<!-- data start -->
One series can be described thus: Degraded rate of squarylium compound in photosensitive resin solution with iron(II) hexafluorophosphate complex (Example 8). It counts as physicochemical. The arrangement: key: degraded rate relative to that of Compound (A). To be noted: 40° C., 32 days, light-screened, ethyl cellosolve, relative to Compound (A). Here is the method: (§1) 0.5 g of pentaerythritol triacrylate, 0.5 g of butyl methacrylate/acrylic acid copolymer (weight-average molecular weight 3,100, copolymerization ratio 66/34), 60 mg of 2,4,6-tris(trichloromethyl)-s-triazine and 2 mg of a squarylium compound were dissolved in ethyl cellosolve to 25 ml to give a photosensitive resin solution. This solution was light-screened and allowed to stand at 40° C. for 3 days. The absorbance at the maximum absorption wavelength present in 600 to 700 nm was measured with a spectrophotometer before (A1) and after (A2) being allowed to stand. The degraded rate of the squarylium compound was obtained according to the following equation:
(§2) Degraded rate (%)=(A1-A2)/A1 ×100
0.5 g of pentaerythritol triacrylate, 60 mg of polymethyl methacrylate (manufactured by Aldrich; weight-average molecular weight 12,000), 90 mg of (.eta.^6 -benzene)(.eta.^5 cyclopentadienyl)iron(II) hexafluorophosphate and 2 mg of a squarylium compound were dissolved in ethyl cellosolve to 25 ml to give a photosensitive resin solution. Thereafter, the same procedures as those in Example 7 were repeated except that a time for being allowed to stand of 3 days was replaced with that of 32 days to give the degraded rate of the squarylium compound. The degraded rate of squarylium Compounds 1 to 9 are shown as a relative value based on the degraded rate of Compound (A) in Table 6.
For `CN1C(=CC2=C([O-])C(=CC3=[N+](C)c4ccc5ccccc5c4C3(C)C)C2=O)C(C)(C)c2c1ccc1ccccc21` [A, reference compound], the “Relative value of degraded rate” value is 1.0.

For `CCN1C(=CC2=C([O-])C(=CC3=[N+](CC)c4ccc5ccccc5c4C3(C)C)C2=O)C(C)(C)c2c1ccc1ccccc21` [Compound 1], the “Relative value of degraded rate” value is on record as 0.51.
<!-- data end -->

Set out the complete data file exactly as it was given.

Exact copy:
One series can be described thus: Degraded rate of squarylium compound in photosensitive resin solution with iron(II) hexafluorophosphate complex (Example 8). It counts as physicochemical. The arrangement: key: degraded rate relative to that of Compound (A). To be noted: 40° C., 32 days, light-screened, ethyl cellosolve, relative to Compound (A). Here is the method: (§1) 0.5 g of pentaerythritol triacrylate, 0.5 g of butyl methacrylate/acrylic acid copolymer (weight-average molecular weight 3,100, copolymerization ratio 66/34), 60 mg of 2,4,6-tris(trichloromethyl)-s-triazine and 2 mg of a squarylium compound were dissolved in ethyl cellosolve to 25 ml to give a photosensitive resin solution. This solution was light-screened and allowed to stand at 40° C. for 3 days. The absorbance at the maximum absorption wavelength present in 600 to 700 nm was measured with a spectrophotometer before (A1) and after (A2) being allowed to stand. The degraded rate of the squarylium compound was obtained according to the following equation:
(§2) Degraded rate (%)=(A1-A2)/A1 ×100
0.5 g of pentaerythritol triacrylate, 60 mg of polymethyl methacrylate (manufactured by Aldrich; weight-average molecular weight 12,000), 90 mg of (.eta.^6 -benzene)(.eta.^5 cyclopentadienyl)iron(II) hexafluorophosphate and 2 mg of a squarylium compound were dissolved in ethyl cellosolve to 25 ml to give a photosensitive resin solution. Thereafter, the same procedures as those in Example 7 were repeated except that a time for being allowed to stand of 3 days was replaced with that of 32 days to give the degraded rate of the squarylium compound. The degraded rate of squarylium Compounds 1 to 9 are shown as a relative value based on the degraded rate of Compound (A) in Table 6.
For `CN1C(=CC2=C([O-])C(=CC3=[N+](C)c4ccc5ccccc5c4C3(C)C)C2=O)C(C)(C)c2c1ccc1ccccc21` [A, reference compound], the “Relative value of degraded rate” value is 1.0.

For `CCN1C(=CC2=C([O-])C(=CC3=[N+](CC)c4ccc5ccccc5c4C3(C)C)C2=O)C(C)(C)c2c1ccc1ccccc21` [Compound 1], the “Relative value of degraded rate” value is on record as 0.51.